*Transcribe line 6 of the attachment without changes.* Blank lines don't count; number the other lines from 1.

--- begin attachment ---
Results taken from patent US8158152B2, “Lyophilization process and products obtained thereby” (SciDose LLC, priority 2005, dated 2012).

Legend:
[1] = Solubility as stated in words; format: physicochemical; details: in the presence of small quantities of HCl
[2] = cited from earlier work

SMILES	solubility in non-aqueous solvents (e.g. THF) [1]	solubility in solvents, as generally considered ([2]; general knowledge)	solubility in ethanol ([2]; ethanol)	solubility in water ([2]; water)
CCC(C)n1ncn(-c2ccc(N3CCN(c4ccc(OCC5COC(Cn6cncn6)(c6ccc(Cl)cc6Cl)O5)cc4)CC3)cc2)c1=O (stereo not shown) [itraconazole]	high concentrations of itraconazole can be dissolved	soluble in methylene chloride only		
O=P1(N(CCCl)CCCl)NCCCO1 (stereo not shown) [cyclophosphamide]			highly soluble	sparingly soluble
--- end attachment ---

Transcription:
CCC(C)n1ncn(-c2ccc(N3CCN(c4ccc(OCC5COC(Cn6cncn6)(c6ccc(Cl)cc6Cl)O5)cc4)CC3)cc2)c1=O (stereo not shown) [itraconazole]	high concentrations of itraconazole can be dissolved	soluble in methylene chloride only		